Date(s) - 03/02/2012
10 h 00 min - 12 h 00 min
FRUMAM, St Charles
Gibbs measures are the mathematical formalization of Boltzmann-Gibbs distributions and describe equilibrium states of extended systems in statistical mechanics. If one starts a system in equilibrium and subjects it to a dynamics, modelling e.g. heating or cooling, a natural question is whether some “effective” interaction describes the transient non-equilibrium states that the systems goes through. Starting with the simplest example of a lattice system with Ising spins, we show that quite generically, if one heats up a low-temperature system, the Gibbs property will be lost (and sometimes recovered) in the course of time, i.e., a reasonable effective interaction does typically not exist for all times. We show how this can be related to large deviation properties of Markov processes conditioned to arrive at an “exceptional” state in the future. Depending on how far in the future the conditioning occurs, optimal trajectories can be unique or non-unique.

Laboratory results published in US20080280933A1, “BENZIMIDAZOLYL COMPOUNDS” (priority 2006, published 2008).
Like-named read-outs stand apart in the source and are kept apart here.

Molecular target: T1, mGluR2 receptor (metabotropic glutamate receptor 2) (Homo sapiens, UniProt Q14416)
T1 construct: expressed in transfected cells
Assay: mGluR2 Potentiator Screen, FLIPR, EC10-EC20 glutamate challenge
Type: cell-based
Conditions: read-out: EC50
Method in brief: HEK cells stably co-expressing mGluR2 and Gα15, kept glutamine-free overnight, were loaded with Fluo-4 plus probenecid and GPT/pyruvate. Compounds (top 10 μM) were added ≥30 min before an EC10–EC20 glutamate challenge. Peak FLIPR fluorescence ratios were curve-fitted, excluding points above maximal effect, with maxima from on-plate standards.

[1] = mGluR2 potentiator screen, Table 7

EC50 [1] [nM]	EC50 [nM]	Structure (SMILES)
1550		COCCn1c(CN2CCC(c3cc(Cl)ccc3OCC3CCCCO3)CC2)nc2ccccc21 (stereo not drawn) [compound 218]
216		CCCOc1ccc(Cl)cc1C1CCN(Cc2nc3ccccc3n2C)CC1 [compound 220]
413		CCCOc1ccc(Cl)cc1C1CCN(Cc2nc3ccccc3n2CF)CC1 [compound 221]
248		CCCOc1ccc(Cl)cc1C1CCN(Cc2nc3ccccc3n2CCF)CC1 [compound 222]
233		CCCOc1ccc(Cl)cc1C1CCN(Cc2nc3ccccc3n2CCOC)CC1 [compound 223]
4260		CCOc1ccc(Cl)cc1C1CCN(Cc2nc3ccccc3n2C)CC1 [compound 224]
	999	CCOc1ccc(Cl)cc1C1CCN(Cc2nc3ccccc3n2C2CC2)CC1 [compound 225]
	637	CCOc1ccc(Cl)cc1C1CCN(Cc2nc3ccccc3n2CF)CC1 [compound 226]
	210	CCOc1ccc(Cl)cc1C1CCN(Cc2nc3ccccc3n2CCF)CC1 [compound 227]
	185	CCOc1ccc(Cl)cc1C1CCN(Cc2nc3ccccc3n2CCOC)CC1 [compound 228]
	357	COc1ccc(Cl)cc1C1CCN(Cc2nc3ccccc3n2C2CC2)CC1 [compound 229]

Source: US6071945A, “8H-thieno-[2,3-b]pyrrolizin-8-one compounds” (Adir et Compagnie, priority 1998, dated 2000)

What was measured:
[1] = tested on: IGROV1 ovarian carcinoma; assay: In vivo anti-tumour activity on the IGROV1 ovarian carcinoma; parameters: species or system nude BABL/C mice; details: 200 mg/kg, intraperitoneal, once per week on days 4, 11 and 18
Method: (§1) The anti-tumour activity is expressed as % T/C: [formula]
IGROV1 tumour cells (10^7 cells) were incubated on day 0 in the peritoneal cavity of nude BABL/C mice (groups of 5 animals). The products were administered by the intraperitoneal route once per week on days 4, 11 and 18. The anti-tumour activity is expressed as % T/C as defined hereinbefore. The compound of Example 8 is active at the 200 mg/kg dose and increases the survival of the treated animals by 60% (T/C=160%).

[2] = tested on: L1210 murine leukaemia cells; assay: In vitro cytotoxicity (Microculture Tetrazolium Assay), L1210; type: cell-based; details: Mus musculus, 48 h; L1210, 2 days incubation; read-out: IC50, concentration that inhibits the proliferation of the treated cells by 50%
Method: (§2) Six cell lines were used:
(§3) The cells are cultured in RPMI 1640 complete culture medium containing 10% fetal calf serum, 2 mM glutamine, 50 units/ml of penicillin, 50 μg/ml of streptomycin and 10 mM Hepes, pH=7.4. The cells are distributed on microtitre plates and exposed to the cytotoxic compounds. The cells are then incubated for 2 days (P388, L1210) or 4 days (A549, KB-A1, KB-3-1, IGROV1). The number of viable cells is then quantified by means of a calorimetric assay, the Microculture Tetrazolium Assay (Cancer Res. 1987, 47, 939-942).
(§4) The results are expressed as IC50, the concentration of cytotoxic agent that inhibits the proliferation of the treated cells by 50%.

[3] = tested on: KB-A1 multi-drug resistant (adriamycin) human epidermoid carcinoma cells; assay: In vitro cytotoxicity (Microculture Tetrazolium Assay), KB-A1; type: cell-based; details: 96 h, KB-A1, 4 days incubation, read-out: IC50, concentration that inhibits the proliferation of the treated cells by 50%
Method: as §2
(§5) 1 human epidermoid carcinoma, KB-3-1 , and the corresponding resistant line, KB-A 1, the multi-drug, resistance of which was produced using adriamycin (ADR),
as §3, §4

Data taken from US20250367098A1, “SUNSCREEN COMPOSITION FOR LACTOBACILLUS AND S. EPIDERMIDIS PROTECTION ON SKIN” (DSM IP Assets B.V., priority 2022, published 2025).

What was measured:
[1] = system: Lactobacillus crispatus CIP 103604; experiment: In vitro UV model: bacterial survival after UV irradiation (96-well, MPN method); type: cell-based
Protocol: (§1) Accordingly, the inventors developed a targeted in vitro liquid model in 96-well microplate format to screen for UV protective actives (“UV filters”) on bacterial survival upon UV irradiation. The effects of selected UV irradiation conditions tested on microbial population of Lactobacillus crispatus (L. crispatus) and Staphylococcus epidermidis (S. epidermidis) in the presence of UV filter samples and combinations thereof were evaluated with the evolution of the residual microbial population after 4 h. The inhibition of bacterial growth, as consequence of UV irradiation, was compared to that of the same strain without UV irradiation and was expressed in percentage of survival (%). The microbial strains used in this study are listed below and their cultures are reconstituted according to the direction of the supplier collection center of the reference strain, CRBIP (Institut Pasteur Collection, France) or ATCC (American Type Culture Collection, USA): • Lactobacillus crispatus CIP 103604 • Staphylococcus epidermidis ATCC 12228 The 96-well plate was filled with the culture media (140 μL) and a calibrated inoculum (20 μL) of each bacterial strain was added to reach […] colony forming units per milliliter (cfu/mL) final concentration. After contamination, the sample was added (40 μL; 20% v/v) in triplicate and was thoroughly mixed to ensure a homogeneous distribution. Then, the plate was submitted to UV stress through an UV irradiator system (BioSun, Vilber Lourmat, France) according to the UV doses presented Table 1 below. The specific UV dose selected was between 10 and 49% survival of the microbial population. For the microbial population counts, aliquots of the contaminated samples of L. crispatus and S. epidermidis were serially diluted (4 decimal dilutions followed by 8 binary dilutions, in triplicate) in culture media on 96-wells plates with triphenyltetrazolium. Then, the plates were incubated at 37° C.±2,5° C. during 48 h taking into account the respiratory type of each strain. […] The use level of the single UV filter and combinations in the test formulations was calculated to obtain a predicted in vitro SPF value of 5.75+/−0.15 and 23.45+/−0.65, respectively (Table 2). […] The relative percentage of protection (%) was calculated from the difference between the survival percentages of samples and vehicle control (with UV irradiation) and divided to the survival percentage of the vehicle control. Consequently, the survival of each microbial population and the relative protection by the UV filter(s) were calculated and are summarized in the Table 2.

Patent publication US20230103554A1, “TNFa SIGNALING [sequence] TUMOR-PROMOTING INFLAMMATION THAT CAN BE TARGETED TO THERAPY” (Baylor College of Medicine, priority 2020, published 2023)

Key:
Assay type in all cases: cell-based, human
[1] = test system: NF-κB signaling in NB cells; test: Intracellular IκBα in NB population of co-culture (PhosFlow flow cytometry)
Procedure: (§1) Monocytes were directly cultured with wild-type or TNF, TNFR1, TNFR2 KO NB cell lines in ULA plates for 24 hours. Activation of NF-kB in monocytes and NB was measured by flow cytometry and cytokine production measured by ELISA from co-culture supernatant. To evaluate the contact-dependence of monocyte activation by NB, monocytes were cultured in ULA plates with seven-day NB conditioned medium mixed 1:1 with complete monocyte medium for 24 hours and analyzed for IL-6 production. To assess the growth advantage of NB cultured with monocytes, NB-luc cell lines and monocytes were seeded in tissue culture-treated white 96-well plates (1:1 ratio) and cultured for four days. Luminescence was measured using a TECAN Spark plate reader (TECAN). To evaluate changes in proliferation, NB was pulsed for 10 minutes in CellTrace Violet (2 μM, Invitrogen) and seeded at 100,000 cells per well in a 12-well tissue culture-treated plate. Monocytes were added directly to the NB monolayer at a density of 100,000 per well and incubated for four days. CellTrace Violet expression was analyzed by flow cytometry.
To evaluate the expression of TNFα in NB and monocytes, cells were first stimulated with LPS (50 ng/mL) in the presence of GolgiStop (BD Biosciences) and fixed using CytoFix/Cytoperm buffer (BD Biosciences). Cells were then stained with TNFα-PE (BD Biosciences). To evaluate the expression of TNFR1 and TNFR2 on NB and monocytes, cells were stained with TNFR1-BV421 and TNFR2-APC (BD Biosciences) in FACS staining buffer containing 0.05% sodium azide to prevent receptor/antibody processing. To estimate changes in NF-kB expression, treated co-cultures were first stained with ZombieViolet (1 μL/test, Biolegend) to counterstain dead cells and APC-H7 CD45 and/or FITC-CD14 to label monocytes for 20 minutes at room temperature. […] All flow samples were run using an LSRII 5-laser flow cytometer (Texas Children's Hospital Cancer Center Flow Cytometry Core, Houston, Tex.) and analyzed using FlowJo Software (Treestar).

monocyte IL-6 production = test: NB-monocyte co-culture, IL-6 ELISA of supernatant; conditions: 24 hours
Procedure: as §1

Based on joint work with A. van Enter, R. Fernandez, F. den Hollander.